Why New Jersey's Broke (Part 2)
Usually when a state is on the brink of shutting down, the main players will emerge at the 11th hour from a smokeless room to ...
Usually when a state is on the brink of shutting down, the main players will emerge at the 11th hour from a smokeless room to announce a deal and hold a press conference praising each other, despite their differences, for all their hard work in coming up with an arrangement everyone can live with. That wasn't the case in New Jersey.
Instead, it's been the opposite scenario. The press conference took three days to happen because they couldn't come to agreement, and positions actually appeared to harden as deadlines came and went.
It would be surprising in any case, but New Jersey is a state where one party -- the Democrats -- hold both the governorship and the legislature. A deal was finally cut yesterday, but to find out why it took members of the same team to so long to play nice, I called David Rebovich, a well-connected political scientist at Rider University in Lawrenceville.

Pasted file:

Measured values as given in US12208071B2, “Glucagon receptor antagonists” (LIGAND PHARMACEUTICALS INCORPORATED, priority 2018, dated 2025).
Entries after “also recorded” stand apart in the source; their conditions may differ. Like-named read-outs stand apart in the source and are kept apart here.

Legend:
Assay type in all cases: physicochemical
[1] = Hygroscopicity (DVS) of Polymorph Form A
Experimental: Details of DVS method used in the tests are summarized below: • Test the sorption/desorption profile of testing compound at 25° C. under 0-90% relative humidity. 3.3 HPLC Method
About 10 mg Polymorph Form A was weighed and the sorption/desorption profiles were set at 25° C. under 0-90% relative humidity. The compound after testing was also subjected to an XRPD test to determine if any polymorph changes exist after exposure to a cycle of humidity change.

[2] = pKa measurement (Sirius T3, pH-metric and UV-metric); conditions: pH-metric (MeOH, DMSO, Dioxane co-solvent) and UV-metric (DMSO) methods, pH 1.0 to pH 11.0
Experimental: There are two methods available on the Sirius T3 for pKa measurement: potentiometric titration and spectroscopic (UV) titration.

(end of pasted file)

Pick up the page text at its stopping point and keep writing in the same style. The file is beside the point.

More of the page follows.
For one thing, Rebovich said, the public heard all the talk about budget deficits and figured the folks in Trenton were just crying wolf. They've heard this so many times before and the politicians have always figured out some kind of way to paper over the problem in the end.
But Governor Jon Corzine insisted that the state get its fiscal house in order, quoting his father as saying "Once you're in a hole, stop digging." (Bet you didn't know it was Old Man Corzine who came up with that phrase; no wonder the governor is so rich.)
Corzine wanted to raise taxes, which Democratic legislators, badly burned by a 1990 tax increase, wanted no part of.
Since returning to power after a period in the wilderness, the composition of the Democratic legislative caucus has changed. More members represent suburban districts, Rebovich says, and are wary of having to defend state spending programs that they feel largely benefit the urban north. "The insurgent Democrats are led by South Jerseyans," he said on Wednesday. "They feel they have never received as much from the state government."
The suburbanites especially didn't like the idea of having to explain a sales tax hike at the same time their constituents are receiving annual property tax increases averaging 7 percent a year, because Trenton has frozen its payments to local school districts now for five years running. That's why legislators have insisted all along on devoting most if not all of the sales tax hike to property tax relief.